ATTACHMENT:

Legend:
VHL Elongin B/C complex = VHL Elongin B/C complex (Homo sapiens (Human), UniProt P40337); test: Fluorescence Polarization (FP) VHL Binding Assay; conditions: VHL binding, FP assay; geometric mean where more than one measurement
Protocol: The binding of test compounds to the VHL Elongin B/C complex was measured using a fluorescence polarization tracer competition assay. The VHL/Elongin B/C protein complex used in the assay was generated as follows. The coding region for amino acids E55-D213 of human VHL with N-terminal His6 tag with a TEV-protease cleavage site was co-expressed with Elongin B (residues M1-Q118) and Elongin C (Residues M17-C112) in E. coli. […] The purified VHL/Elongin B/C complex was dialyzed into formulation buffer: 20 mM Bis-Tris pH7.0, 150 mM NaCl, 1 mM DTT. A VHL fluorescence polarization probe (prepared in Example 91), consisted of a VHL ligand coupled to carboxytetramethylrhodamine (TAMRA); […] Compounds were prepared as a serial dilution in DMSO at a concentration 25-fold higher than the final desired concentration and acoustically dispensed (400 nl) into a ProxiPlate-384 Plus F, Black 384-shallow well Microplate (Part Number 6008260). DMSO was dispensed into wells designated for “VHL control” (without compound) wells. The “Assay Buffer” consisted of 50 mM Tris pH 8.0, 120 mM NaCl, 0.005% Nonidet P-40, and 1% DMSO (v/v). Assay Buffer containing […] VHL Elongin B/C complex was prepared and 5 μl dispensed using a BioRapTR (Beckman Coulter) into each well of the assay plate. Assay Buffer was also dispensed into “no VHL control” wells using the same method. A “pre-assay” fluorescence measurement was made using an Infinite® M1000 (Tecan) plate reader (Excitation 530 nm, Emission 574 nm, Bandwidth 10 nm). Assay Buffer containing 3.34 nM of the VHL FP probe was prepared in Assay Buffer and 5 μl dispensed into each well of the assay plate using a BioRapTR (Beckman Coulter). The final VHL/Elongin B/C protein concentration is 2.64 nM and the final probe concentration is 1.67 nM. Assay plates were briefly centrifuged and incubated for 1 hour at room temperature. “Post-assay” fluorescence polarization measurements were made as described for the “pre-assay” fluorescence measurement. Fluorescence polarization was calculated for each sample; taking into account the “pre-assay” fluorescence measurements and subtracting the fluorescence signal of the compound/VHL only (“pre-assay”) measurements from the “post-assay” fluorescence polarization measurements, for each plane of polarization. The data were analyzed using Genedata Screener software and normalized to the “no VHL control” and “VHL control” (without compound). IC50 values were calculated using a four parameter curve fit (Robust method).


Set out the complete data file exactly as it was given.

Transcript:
Legend:
VHL Elongin B/C complex = VHL Elongin B/C complex (Homo sapiens (Human), UniProt P40337); test: Fluorescence Polarization (FP) VHL Binding Assay; conditions: VHL binding, FP assay; geometric mean where more than one measurement
Protocol: The binding of test compounds to the VHL Elongin B/C complex was measured using a fluorescence polarization tracer competition assay. The VHL/Elongin B/C protein complex used in the assay was generated as follows. The coding region for amino acids E55-D213 of human VHL with N-terminal His6 tag with a TEV-protease cleavage site was co-expressed with Elongin B (residues M1-Q118) and Elongin C (Residues M17-C112) in E. coli. […] The purified VHL/Elongin B/C complex was dialyzed into formulation buffer: 20 mM Bis-Tris pH7.0, 150 mM NaCl, 1 mM DTT. A VHL fluorescence polarization probe (prepared in Example 91), consisted of a VHL ligand coupled to carboxytetramethylrhodamine (TAMRA); […] Compounds were prepared as a serial dilution in DMSO at a concentration 25-fold higher than the final desired concentration and acoustically dispensed (400 nl) into a ProxiPlate-384 Plus F, Black 384-shallow well Microplate (Part Number 6008260). DMSO was dispensed into wells designated for “VHL control” (without compound) wells. The “Assay Buffer” consisted of 50 mM Tris pH 8.0, 120 mM NaCl, 0.005% Nonidet P-40, and 1% DMSO (v/v). Assay Buffer containing […] VHL Elongin B/C complex was prepared and 5 μl dispensed using a BioRapTR (Beckman Coulter) into each well of the assay plate. Assay Buffer was also dispensed into “no VHL control” wells using the same method. A “pre-assay” fluorescence measurement was made using an Infinite® M1000 (Tecan) plate reader (Excitation 530 nm, Emission 574 nm, Bandwidth 10 nm). Assay Buffer containing 3.34 nM of the VHL FP probe was prepared in Assay Buffer and 5 μl dispensed into each well of the assay plate using a BioRapTR (Beckman Coulter). The final VHL/Elongin B/C protein concentration is 2.64 nM and the final probe concentration is 1.67 nM. Assay plates were briefly centrifuged and incubated for 1 hour at room temperature. “Post-assay” fluorescence polarization measurements were made as described for the “pre-assay” fluorescence measurement. Fluorescence polarization was calculated for each sample; taking into account the “pre-assay” fluorescence measurements and subtracting the fluorescence signal of the compound/VHL only (“pre-assay”) measurements from the “post-assay” fluorescence polarization measurements, for each plane of polarization. The data were analyzed using Genedata Screener software and normalized to the “no VHL control” and “VHL control” (without compound). IC50 values were calculated using a four parameter curve fit (Robust method).